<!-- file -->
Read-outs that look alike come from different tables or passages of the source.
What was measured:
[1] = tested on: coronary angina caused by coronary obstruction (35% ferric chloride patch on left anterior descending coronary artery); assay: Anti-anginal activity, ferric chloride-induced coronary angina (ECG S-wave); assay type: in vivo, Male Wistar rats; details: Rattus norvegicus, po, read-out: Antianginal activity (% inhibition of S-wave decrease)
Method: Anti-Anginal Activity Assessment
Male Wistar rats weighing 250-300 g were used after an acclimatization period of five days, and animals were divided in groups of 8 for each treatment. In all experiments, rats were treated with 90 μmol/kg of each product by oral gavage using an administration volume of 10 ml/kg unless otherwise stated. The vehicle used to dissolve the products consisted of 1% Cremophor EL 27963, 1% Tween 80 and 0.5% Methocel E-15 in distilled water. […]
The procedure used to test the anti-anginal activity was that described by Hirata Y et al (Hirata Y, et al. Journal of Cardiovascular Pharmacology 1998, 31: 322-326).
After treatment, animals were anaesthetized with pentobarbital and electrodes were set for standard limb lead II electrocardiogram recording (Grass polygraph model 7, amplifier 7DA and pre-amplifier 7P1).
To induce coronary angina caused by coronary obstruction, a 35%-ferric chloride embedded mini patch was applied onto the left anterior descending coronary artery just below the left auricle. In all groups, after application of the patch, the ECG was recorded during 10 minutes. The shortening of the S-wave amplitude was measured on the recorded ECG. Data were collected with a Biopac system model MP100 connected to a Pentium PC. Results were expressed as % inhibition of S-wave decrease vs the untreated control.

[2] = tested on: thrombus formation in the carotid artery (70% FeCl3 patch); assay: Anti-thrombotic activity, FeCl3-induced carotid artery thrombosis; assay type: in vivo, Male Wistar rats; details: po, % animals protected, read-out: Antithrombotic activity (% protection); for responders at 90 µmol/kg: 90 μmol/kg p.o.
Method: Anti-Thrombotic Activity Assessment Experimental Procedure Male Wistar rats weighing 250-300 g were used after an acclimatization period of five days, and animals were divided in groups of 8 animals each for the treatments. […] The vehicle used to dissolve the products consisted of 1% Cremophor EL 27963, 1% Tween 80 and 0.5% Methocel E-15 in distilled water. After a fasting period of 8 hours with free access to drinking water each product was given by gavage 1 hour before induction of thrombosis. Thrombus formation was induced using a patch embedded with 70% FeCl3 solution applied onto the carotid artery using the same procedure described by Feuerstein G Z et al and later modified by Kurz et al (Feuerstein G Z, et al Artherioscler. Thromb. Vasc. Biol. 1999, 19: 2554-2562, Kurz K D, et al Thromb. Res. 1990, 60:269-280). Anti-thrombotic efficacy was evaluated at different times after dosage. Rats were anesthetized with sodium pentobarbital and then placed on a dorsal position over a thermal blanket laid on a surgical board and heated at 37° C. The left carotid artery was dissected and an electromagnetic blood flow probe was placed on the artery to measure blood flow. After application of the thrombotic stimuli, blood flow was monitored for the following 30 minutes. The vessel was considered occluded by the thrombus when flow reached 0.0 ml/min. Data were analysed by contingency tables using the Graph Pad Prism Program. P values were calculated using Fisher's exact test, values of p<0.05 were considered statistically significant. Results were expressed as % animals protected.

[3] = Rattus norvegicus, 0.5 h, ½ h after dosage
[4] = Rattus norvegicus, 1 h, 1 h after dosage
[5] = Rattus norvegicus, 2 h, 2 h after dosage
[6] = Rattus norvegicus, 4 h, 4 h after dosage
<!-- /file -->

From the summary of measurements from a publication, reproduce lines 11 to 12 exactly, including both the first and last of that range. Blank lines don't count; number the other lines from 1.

[3] = Rattus norvegicus, 0.5 h, ½ h after dosage
[4] = Rattus norvegicus, 1 h, 1 h after dosage